Guilty Verdict Shakes Trump Supporters’ Faith—in the Justice System (2024)

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Donald Trump’s historic felony conviction in New York on Thursday hasn’t deterred his evangelical supporters. Instead, along with fellow Trump loyalists, they have directed their ire at the justice system that issued a guilty verdict against him.

“People think this is kind of the end of America,” Chad Connelly, CEO of Faith Wins, a conservative Christian organization, told CT. “I don’t talk to anybody that thinks this is anything other than a sham case.”

A jury of 12 New Yorkers found Trump guilty on all 34 counts brought by Manhattan district attorney Alvin Bragg, concluding that Trump falsified business records as part of an effort to keep a sex scandal from influencing the 2016 US presidential election.

“This was a rigged trial by a conflicted judge who was corrupt,” Trump told reporters in a brief statement after leaving the courtroom.

“The real verdict is going to be November 5 by the people,” Trump added. “We didn’t do a thing wrong. I’m a very innocent man. … Our whole country is being rigged right now.”

Connelly, who previously served as the Republican National Committee’s national director of faith engagement, said that he believes the verdict will only “strengthen people’s resolve” to vote for Trump come November.

More than 9 in 10 white evangelical voters said a guilty verdict in the hush money trial would make no difference in their vote or would make them more likely to back Trump, according to an NPR/PBS NewsHour/Marist poll conducted last week. Only 7 percent of white evangelicals said a conviction would make them less likely to vote for him for president.

Overall, two-thirds of registered voters said a conviction makes no difference to how they will vote; 17 percent said they would be less likely to vote for Trump after a conviction, 15 percent said more likely.

As he extended prayers for the former president on Thursday, Georgia megachurch pastor Jentezen Franklin said that he “can’t wait to vote for him,” and encouraged followers to register to cast their ballots in November.

Politicians, pundits, and evangelical leaders who served as faith advisers to the former president quickly responded to the verdict, declaring that the decision was an indictment of the justice system rather than of Trump himself. They saw the trial as an effort to unfairly go after Trump for partisan reasons during his election year.

“Without question, the biggest loser yesterday was trust in America’s institutions,” Andrew Walker, associate dean in The Southern Baptist Theological Seminary’s School of Theology, told CT. He said the decision to prosecute was “plagued with questions and concerns from the start,” while also adding that Trump’s actions leading to the case “were wrong and inexcusable.”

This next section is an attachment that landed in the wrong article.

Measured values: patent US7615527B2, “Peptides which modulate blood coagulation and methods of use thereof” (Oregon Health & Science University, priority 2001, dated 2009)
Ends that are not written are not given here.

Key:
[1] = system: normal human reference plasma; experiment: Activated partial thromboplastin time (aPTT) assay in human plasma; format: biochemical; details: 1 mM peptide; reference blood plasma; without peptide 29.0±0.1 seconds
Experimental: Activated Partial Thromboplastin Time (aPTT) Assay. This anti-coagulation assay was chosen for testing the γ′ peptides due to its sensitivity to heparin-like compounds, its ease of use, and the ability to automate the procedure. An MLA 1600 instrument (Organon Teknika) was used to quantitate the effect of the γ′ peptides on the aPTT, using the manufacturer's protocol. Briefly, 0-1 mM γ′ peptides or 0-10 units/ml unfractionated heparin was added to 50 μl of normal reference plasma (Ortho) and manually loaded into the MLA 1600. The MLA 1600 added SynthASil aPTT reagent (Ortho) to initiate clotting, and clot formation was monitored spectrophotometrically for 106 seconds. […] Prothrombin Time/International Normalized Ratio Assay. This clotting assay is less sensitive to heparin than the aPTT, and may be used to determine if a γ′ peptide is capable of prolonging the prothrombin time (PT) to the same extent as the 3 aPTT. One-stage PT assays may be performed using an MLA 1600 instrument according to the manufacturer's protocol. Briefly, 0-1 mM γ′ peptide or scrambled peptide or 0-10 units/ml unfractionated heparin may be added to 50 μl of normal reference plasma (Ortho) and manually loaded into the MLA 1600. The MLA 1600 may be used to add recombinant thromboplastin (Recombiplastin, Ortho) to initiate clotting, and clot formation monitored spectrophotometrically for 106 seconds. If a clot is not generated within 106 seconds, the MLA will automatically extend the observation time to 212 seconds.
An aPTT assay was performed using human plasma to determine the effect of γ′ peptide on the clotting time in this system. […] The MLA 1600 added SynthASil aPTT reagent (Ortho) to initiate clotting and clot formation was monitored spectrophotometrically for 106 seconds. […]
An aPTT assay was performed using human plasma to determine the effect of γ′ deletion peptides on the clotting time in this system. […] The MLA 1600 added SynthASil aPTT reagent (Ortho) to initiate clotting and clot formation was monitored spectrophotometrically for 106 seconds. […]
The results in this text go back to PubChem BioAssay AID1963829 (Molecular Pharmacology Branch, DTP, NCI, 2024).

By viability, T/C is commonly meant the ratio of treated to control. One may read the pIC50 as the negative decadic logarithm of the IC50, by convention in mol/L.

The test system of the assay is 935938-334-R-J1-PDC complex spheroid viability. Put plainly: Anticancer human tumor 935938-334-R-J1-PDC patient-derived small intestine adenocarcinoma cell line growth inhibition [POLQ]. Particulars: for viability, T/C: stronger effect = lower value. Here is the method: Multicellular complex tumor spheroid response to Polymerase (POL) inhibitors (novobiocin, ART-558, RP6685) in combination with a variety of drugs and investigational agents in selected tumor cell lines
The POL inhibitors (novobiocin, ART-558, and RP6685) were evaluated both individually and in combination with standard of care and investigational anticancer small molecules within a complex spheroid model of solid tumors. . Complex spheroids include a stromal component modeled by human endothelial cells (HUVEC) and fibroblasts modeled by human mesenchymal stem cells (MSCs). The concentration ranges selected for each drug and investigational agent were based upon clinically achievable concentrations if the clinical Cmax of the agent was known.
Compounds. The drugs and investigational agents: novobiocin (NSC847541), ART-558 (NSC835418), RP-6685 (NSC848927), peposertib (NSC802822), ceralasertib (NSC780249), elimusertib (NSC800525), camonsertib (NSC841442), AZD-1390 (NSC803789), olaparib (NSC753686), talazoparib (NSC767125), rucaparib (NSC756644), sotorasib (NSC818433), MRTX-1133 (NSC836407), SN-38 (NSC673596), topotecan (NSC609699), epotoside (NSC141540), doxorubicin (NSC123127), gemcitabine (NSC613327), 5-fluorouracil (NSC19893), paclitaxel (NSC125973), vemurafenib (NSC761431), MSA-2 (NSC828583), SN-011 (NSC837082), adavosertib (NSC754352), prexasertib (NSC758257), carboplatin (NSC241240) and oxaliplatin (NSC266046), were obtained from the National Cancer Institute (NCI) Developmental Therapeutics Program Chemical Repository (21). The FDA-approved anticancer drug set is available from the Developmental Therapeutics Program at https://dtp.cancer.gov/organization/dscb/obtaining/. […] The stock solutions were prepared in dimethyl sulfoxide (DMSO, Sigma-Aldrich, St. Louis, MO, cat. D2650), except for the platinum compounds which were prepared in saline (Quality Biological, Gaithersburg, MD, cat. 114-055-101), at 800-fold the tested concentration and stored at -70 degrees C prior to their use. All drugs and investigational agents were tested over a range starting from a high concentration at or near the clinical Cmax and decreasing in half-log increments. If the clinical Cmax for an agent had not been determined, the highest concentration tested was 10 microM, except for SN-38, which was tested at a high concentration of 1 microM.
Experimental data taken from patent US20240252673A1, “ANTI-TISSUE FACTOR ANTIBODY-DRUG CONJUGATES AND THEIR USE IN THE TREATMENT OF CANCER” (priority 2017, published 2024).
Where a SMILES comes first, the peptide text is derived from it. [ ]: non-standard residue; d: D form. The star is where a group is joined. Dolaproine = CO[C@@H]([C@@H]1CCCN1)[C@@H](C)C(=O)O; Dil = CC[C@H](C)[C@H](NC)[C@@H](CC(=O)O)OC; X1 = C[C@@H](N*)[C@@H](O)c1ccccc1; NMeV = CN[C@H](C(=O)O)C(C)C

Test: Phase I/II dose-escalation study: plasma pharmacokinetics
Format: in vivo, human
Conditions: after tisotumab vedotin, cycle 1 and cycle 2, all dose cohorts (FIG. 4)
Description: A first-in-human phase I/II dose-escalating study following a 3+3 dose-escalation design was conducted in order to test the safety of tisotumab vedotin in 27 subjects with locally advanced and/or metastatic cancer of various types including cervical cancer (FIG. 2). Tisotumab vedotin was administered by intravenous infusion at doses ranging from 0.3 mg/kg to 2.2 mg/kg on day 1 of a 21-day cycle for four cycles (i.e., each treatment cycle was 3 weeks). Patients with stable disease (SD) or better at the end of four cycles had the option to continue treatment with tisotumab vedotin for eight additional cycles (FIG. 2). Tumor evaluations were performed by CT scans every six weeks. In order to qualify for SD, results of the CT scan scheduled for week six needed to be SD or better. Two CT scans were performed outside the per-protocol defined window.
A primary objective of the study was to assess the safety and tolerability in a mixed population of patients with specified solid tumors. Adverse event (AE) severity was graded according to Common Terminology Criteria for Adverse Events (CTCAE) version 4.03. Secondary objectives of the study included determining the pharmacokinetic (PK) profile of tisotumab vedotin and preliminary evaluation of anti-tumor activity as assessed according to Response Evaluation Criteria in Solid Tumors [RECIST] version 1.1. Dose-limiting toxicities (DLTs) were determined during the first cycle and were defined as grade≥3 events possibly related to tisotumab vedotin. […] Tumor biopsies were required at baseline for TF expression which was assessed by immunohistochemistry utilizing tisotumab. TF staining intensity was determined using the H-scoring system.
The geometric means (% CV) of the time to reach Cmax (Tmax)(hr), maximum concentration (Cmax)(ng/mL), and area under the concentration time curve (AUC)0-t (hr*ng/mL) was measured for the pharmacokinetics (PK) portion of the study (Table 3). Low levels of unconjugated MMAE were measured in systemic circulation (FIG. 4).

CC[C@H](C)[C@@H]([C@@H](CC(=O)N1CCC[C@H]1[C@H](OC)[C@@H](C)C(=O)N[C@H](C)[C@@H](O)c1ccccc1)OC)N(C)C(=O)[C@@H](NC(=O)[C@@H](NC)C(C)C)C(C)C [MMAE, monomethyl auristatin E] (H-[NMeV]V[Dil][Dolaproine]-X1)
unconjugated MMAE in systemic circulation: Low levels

“If the text messages I received last evening are any indication of responses to the convictions and their potential fallout in November, it seems the convictions have raised alarms and may drive people to the polls with greater fervor,” Walker added.

Southern Baptist pastor and televangelist Robert Jeffress, also a Trump evangelical advisor, said the conviction was less about evidence and more about Trump’s rising poll numbers.

Ben and Candy Carson stated that “the judicial system has been weaponized.” Rep. Jim Jordan, an Ohio Republican and staunch Trump ally, called the verdict “a travesty of justice,” and dubbed the state court a “kangaroo court.”

“This is a dark day,” Eric tee*tsel, vice president of government relations at the Heritage Foundation, a conservative think tank, posted on the social platform X.

Heritage president Kevin Roberts called the verdict “a travesty to our republic” and blamed the Biden administration.

“What we’re seeing now is what we traditionally see in so-called Banana Republics,” Drew McKissick, South Carolina GOP chairman and former RNC cochair, said in a statement. “Every American who believes that justice should be applied equally and fairly should be appalled by what we’ve seen over the last year.”

The morning of the verdict, McKissick posted Proverbs 29:23 on X: “A man’s pride shall bring him low: but honour shall uphold the humble in spirit.”

The felony conviction, a first for any US president, also plays into one of the themes of Trump’s campaign: that he is persecuted by political opponents.